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Where to eat Hakarl in Reykjavik?

Ever heard of Hakarl? If you have not heard of this fine delicacy then you do not share my love of all things both weird and wonderful in the culinary world! If you’ve read any food blog about godawful foods, Hakarl is usually right near the top of the list.

But, what is Hakarl? Simply put, Hakarl is the fermented meat of a Greenlandic shark, but let’s get into a bit more detail about how Hakarl is made.


Hákarl, or to give its proper name kæstur hákarl (rotten shark) is a kind of national dish in Iceland, although these days most Icelanders will tell you it is mainly for tourists. 

Greenland Shark meat is poisonous when fresh, so in Iceland, they behead the shark and then bury it in a sandpit covered by rocks to get rid of the poison. The shark then ferments for 6-12 weeks before being dug-up, cut into strips and hung out to dry for up to 5 months in a barn. Said barn will now stink of ammonia — like really stink — and this is where Hakarl gets its noisome reputation. 

The way to then consume it is to eat a cube on a toothpick, then chew it for 30 seconds, before chasing it with Brennivin, the local moonshine of Iceland. Legend has it the shot was used to neutralize any poison left. Nice!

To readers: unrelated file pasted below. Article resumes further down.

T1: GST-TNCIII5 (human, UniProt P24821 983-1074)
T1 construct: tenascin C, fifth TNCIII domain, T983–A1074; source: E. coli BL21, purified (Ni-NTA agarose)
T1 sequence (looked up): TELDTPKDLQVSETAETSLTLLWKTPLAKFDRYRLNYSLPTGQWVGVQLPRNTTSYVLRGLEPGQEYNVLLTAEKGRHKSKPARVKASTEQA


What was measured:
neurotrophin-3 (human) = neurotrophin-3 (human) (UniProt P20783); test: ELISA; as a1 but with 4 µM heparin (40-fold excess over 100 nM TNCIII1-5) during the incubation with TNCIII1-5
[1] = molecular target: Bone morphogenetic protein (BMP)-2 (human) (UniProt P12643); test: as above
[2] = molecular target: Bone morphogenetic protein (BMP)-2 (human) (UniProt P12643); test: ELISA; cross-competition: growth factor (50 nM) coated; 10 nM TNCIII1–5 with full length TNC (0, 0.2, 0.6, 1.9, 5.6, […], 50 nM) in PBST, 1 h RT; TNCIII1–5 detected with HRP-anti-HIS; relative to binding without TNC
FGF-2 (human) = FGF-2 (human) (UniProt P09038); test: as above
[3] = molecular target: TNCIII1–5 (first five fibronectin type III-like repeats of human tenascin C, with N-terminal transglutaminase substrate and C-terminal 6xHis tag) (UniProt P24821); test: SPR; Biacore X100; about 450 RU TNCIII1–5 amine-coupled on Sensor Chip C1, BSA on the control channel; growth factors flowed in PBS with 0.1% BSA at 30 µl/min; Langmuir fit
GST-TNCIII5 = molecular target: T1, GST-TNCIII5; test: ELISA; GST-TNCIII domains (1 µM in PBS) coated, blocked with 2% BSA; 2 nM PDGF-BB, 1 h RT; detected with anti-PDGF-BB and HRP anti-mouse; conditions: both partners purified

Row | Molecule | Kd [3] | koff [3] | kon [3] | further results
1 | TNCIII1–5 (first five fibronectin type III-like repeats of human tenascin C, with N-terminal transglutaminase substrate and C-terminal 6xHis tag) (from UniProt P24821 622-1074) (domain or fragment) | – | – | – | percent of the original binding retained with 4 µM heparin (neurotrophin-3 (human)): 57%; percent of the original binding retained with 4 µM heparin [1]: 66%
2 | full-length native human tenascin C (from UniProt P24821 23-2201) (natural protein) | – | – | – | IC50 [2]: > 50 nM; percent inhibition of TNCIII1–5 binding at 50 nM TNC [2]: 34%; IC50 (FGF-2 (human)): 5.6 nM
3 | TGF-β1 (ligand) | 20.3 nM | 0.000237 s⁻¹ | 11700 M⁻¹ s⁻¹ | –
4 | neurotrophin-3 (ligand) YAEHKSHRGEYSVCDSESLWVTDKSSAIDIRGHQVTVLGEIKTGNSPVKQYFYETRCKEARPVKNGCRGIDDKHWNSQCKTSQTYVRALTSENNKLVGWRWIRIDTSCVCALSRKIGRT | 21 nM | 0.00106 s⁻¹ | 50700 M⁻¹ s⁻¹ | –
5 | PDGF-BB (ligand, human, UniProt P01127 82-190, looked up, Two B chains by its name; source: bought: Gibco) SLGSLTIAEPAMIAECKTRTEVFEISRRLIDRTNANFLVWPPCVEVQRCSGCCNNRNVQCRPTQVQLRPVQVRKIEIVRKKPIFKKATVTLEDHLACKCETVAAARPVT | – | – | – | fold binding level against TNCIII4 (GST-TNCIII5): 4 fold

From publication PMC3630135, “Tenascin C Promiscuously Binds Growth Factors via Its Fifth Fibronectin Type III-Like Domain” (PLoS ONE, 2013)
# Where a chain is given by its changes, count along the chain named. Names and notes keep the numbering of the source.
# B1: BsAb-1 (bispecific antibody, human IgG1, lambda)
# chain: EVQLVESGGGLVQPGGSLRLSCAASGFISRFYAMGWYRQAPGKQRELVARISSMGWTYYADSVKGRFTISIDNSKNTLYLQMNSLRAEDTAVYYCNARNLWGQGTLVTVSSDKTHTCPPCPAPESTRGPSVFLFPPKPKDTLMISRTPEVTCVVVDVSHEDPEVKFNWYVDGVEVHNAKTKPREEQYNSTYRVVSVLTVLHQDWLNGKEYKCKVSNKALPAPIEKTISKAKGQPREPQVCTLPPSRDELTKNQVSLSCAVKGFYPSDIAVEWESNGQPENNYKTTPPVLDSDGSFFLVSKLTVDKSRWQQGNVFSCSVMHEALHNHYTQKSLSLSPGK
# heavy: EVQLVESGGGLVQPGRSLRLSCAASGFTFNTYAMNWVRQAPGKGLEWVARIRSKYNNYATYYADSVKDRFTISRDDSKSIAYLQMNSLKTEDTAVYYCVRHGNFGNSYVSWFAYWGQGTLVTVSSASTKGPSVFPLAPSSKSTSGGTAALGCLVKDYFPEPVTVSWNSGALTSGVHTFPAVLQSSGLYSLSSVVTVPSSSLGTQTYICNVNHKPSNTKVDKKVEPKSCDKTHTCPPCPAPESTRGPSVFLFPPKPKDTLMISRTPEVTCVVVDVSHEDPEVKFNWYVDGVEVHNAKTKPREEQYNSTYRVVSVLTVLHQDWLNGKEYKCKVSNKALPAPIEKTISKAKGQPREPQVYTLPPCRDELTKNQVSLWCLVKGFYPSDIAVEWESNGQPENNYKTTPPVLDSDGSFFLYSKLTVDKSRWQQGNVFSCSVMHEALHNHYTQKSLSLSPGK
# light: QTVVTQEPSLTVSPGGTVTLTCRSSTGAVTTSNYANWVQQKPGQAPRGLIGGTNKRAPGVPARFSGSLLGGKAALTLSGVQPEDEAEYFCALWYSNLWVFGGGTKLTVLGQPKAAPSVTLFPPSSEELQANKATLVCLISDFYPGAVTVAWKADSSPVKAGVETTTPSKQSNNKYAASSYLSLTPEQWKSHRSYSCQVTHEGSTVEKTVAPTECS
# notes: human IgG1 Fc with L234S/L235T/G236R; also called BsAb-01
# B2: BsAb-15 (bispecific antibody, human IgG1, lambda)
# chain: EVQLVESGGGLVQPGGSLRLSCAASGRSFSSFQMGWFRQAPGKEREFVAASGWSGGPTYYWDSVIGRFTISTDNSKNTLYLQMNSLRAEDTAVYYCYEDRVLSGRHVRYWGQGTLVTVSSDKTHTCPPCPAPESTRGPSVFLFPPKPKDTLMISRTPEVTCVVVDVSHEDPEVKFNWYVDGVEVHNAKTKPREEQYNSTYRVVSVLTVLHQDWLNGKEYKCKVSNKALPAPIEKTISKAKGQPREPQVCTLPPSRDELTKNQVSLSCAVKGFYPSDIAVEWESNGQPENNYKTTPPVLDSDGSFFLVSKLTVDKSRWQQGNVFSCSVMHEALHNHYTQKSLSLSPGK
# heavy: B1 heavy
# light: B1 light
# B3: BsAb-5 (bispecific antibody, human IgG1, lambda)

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So where in Rekjavik can you eat Hakarl? In reality, there are lots of places, but my top two places are as follows.

1) Reykjavik Fea Market

If you want to be a cheap ass then you can go to the flea market, where they have Hakarl on a stick that you can try for free. A very good start — and free — but without the option of a shot to chase it down.

2) Icelandic Street Food & Craft Beer

The best street food in town, and you can do Hakarl and Brennivin for about 1000 Icelandic Krona, or about $7. And after you’ve done that, you can get food from next door, or head downstairs for a comedy show. Can’t say better than that!

So, that’s the story of Hakarl and where you should eat it in Reykjavik. To sum up, though: the Street Food Guy has a stronger stomach than most, but Hakarl really isn’t all that bad!

Icelandic Street Food & Craft Beer (and comedy club)

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